Innocent In The Sheikh's Harem by Marguerite Kaye is a very sensational title. It conjures up all sorts of images, most of them not necessarily "good." Although, technically, the title fits. Our heroine is an innocent, and she does find herself living in a sheikh's harem. But it's not what you think.....
Lady Celia Cleveden is the eldest of five daughters, her father a British diplomat. Sadly, this doesn't make her a good catch. She's not a beauty like her younger sister Cassandra. While she is intelligent, calm, practical and forthright, she's not a woman that inspires passion. So her father does what all good 19th century fathers do - he marries her off to a junior diplomat as a way to expand his influence. And George takes Celia's hand because he'd be a fool, politically speaking, not to. Besides, she's a hell of a hostess. The perfect diplomat's wife. Which is why, even though everybody thinks he's mad, George insists she travel with him to Arabia to secure access to a valuable shipping port. For her part, Celia is all for it. Our girl has an adventurous, curious spirit and the idea of exploring this mysterious part of the world excites her.
Of course it all slides south rather quickly. After bandits attack, George ends up dead. Celia is rescued from certain death (and worse) by Sheikh Ramiz al-Muhanna. Wanting to size up the Englishman he was set to meet with, Ramiz was following (OK, spying) on the traveling party from a distance. He's shocked to discover the man brought his wife. But he quickly learns all he needs to know about Celia. Her husband may be an idiot coward, but this woman most certainly is not. After he rescues her, he doesn't have much of a choice. He can't take her back to Cairo, as the attack on these visiting dignitaries was a message for him. He needs to get home and sort things out with his war-hungry, squabbling neighbors.
Celia is naturally out of sorts. She's grateful for Ramiz's rescue, but she's totally out of her depth. He's taking her back to his palace, and then when she jumps to all the wrong conclusions, he tweaks her nose about staying in his harem (in reality, his harem is empty and nowhere near a bordello that the West thinks all harems are). However she's also smart enough to see the writing on the wall. If Ramiz wanted her dead, he would have left her to fend for herself. Or he wouldn't have intervened in the attack at all. She's sad about George, but it was no great love match. They hadn't even consummated their union. Three months married and she was never really a wife. She was hoping for love in time, but his death makes her realize the cold, hard truth. He didn't want a wife. He saddled himself to her to further his career. Is she really so unattractive that not even her husband wanted her?
What I loved about this story was the excellent sense of place and the type of characters Kaye populates this world with. For readers who complain that "setting" has become nothing more than window dressing or wallpaper in historical romances - this is your book. Kaye's depiction of Arabia is lush, hypnotic and sensual. It's easy to understand how Celia is brought under it's spell, how her senses come alive in a world so unlike, yet surprisingly similar in some ways, to her native England. It's almost like a fairytale.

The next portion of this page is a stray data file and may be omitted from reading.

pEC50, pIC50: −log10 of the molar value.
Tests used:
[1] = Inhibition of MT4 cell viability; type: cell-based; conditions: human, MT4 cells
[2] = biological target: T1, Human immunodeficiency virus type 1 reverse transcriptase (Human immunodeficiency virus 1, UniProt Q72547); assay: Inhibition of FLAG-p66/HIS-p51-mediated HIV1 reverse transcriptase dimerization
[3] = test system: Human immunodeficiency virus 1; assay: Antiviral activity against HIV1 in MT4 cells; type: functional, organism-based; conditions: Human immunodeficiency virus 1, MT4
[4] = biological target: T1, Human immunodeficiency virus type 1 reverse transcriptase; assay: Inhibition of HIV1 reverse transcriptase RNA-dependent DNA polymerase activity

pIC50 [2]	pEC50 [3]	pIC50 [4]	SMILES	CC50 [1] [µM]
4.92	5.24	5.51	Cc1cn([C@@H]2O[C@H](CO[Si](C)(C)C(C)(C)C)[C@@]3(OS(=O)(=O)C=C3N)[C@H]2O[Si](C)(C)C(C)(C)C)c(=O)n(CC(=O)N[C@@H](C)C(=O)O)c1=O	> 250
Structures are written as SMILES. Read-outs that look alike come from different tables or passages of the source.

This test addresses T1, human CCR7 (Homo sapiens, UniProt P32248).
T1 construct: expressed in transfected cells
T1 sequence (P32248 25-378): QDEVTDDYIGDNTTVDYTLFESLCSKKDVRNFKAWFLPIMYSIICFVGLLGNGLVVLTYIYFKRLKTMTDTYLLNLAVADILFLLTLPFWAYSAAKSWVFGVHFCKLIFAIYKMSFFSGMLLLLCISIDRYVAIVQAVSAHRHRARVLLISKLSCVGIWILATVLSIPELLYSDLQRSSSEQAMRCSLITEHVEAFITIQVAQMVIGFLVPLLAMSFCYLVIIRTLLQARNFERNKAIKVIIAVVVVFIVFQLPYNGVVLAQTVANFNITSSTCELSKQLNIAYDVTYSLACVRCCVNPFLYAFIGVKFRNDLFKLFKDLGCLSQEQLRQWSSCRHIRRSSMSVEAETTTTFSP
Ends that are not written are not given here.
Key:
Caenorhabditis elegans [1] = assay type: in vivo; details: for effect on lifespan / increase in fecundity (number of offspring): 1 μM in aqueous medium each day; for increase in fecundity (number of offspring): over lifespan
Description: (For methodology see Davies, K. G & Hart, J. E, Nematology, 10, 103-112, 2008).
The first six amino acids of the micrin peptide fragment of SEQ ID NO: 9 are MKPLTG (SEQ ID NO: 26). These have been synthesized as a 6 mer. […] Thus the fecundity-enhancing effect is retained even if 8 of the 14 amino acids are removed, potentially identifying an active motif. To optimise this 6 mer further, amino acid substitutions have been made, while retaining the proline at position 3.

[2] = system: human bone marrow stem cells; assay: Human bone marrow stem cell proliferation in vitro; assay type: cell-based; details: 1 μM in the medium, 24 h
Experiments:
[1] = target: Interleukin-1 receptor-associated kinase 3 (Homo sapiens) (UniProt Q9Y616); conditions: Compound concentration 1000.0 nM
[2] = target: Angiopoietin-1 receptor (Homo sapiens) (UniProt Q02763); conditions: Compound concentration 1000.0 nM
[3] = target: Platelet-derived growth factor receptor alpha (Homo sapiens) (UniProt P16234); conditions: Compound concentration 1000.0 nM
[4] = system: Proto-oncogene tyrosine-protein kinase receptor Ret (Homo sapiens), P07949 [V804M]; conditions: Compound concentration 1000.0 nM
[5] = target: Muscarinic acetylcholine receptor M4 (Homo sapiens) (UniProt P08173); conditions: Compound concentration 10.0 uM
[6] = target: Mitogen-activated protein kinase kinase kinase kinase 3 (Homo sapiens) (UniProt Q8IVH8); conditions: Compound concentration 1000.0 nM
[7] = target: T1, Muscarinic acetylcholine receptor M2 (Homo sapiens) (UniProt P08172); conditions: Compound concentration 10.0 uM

For his part, Ramiz became the sheikh after his war-mongering brother was killed. He's of the school of thought that diplomacy is the way to go, although convincing his old guard neighbors of this is proving difficult. He's feeling the pressure to take a wife, but the idea of marrying one of the area princesses just to secure an alliance? He's not wild about the idea. Plus, he's frankly too busy to deal with females right now. That is until he sets eyes on Celia. He knows he should stay away from her, but he can't. He takes one look at her, and immediately knows her husband was the stupidest man alive. To show this woman pleasure? Ahhh, how can he resist?
I rarely talk about sex when writing reviews, but in this case? I think it's worth mentioning. Harlequin Historicals, for a long time, lived in a PG-rated world. In recent years, I'd say some of them have crept into PG-13 territory. But this story? Probably the hottest HH title I've ever read. OK, so I haven't read the entire backlist of the line, but seriously - hot stuff. I suspect it's a by-product of Kaye writing several short stories for the spicier Undone line, and that naturally bleeds over into this, her first full-length novel. When the couple partakes in an activity named after a double-digit number? Um, yeah. This ain't your mama's Harlequin Historical title. Just sayin'.
When it's all said and done, what really worked for me, besides the evocative backdrop, were the characters themselves. I loved that Ramiz acted like an autocratic sheikh at times, but he wasn't an asshole. I loved that Celia behaved like one would think someone with her diplomatic background would behave. I also loved that she wasn't prone to hysterics, but she also wasn't above feeling uncertain, or even a little scared at times when the situation called for it. The ending did feel a little abrupt to me, but I loved the fact that the hero ends up realizing the error of his own ways, without the aid of a well-meaning third party, BFF, or whomever to show him the light.
I know some readers are never going to go out on that sheikh limb no matter what anyone says, but this historical has so much of what some readers seem to be clamoring for at the moment. Like Celia, I found myself falling more than a bit in love with this world. I can't wait to read the next book, The Governess And The Sheik.
Final Grade = B